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Nasrin Parvaz

Thursday, July 14, 2005
Yesterday, I went along to Write to Life's summer party. It was so good to see old friends - lots of people still writing - and new faces.

Among the old friends was Nasrin who has her own site where you can read lots of her beautifully crafted short stories - about her imprisonment in Iran and about her life in London since that time: for example, 'Face to face with my jailer in Tesco's'.

Lots of people I met last night seem very interested in blogging and using the internet to tell their stories. I hope you'll soon be hearing their voices too...

'Fanatacism is not a state of religion but a state of mind...'

Tuesday, July 12, 2005
It's not often I find myself agreeing with Tony Blair these days but I did like this bit of his statement to the Commons yesterday.

'People know full well that the overwhelming majority of Muslims stand four square with every other community in Britain. We were proud of your contribution to Britain before last Thursday. We remain proud of it today. Fanaticism is not a state of religion but a state of mind. We will work with you to make the moderate and true voice of Islam heard as it should be.'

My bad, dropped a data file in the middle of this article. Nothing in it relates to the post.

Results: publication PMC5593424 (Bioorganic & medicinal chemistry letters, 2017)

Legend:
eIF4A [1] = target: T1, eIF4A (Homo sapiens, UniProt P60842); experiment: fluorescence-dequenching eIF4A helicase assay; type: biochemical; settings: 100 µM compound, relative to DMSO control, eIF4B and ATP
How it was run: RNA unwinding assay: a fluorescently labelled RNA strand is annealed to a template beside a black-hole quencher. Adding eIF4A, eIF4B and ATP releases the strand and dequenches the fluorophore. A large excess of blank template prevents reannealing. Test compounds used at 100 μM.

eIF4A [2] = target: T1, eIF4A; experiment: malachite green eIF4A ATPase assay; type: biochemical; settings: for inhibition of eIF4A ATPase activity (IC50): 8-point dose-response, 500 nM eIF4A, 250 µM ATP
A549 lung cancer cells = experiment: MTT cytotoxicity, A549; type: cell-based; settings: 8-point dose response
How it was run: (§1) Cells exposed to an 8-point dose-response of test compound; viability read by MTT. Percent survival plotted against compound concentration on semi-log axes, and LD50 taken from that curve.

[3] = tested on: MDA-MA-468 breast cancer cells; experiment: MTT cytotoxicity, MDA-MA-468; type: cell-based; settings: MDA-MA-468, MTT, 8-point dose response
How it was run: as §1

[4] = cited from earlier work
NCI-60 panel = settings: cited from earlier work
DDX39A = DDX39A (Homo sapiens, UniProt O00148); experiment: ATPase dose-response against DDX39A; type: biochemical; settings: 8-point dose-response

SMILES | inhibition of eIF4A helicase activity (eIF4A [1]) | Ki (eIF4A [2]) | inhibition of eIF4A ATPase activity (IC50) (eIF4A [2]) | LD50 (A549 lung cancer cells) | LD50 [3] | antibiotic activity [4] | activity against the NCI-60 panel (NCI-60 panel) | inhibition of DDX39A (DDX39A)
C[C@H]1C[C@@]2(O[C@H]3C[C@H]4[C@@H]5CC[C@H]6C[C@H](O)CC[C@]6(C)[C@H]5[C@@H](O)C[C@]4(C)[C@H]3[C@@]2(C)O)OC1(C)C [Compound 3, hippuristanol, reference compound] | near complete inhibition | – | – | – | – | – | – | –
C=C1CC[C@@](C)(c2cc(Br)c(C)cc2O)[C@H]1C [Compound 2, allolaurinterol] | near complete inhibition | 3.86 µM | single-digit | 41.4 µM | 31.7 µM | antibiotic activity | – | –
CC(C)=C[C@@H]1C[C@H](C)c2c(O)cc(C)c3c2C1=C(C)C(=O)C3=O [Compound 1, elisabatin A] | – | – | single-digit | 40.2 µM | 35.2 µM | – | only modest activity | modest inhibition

'Unite against extremism of all stripes...'

Friday, July 08, 2005
Via Global Voices.

Voices from the Muslim blogosphere react to the blasts.

London 'terror attacks'



Originally uploaded by lotsofbigideas.

In the words of the BBC's web site, the UK papers this morning are reverberating with shock over the terrorist attacks in London.

But some of us are asking whether we brought this upon ourselves?

Not that I'm suggesting for one minute that such cruel acts can in any way be justified. But today I just feel so utterly depressed, and I can't help thinking that there was a terrible inevitability to it all.

Because you can't declare a 'war on terror' without making yourself a target of that 'terror'.

It's already interesting to note the language being used to report the news. The Daily Star's editorial is already referring to yesterday's events as '7/7' and talking about how Britain's staunch citizens survived the Blitz and must similarly now stand firm. So, we really are at war, then...

I don't know what to think anymore. If these attacks do indeed turn out to be the work of an al-Quaeda related group, then they have played right into Bush and Blair's hands. This is all the justification they need to continue aggressive policies in the Middle East.

I've spoken to a few of my London-based friends from Syria, Iran and Iraq over the last few hours. They are feeling a mixture of grief, shame (unjustified, of course), and fear at what this might now mean for refugees from the Middle East living in the UK.

Is this a scanned scam?

Thursday, July 07, 2005
Excuse the pun. (I've caught the bad poem vibe.)

It's not that I'd want to knock any kind of initiative that encourages people to write poems, express themselves, get their voices heard, but this bit of naughtiness from the people at Wocky Jivvy did make me smile.